Why Orthodontics From Your Dentist In Watertown Could Be Perfect For Your Smile
Demand for orthodontic treatment amongst children, teens, and adults continues to rise. It’s one of the most popular dental treatments available and it delivers some of the most dramatic changes to your smile, your facial appearance, and your confidence … and therefore, and this is no exaggeration … your life.
Studies have also shown that when children are teased about their teeth, it makes them awkward, even scared, during social interactions. The same study showed that children with an increased overbite or spaces between their front teeth have more significant social and emotional issues than children with well-aligned teeth.
Having crooked teeth not only has detrimental effects on your mental health, but it can trigger all types of problems with your physical health, including headaches to hearing issues and digestive ailments. Even mood swings and poor self-esteem.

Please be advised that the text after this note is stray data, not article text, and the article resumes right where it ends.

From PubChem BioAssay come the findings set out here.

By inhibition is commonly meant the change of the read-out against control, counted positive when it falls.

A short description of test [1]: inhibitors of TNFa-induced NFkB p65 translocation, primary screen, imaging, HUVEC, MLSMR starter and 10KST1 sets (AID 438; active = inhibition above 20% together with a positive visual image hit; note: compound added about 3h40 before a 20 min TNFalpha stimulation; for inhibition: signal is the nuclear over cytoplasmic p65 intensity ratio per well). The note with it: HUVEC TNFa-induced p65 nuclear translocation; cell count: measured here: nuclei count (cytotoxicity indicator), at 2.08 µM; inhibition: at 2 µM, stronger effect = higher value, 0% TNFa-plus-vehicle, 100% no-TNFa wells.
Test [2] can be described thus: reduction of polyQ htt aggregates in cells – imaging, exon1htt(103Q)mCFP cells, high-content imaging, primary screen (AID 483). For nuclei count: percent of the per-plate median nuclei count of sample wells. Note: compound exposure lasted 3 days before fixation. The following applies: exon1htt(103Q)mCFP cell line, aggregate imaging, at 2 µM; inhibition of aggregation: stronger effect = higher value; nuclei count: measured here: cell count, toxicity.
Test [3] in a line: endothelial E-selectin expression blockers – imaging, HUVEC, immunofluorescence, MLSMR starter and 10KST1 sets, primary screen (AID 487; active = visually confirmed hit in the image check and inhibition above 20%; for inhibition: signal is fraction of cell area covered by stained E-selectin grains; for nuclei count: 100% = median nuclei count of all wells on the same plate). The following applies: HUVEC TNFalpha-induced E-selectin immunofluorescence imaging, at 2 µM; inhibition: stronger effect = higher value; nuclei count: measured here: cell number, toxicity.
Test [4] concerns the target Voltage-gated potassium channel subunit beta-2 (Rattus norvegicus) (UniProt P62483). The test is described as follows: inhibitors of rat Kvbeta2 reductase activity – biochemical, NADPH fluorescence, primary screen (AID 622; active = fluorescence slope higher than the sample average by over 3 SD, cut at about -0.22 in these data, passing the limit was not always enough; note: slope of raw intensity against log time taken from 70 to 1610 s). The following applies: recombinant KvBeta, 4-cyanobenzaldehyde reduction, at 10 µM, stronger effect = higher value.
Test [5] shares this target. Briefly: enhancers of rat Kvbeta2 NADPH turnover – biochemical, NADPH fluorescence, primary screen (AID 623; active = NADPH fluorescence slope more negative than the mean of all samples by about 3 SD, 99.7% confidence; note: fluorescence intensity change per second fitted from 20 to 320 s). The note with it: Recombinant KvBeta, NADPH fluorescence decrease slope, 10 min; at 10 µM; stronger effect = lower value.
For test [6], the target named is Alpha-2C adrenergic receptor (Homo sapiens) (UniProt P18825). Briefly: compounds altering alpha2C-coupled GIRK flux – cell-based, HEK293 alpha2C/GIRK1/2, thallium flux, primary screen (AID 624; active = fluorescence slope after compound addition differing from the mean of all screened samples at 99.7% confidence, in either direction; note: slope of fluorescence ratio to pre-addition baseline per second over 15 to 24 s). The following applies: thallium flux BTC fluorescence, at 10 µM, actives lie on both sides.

Why do some people have crooked teeth? There are a few reasons...
- Genetics – Just like you can’t choose your hair color or eye color, you can’t predetermine you tooth color, size, shape, nor alignment. Often children will inherit one parent’s larger-sized teeth with another parent’s smaller jaw, resulting in a crowded smile. When you reverse this scenario – small teeth in a wider jaw – it results in a spaced-out smile.
- Myofunctional Habits – These are associated with muscles of the mouth, like those involved with thumb-sucking, tongue thrusting, & reverse swallowing. These habits may cause under-development of the jaw.
- Mouth Breathing – When nose-breathing is restricted or blocked, either temporarily or long-term, people become “mouth breathers.” It contributes to incorrect jaw development, crooked teeth, facial deformities, and poor growth.
- Nail Biting – Believe it or not, your fingernails are really tough and put up a lot of resistance when you bite them. It can cause teeth to move inward or twist. Gaps may become wider.
- Missing Teeth – Teeth act as placeholders for each other. When one is lost, the neighboring teeth shift to fill the space left behind.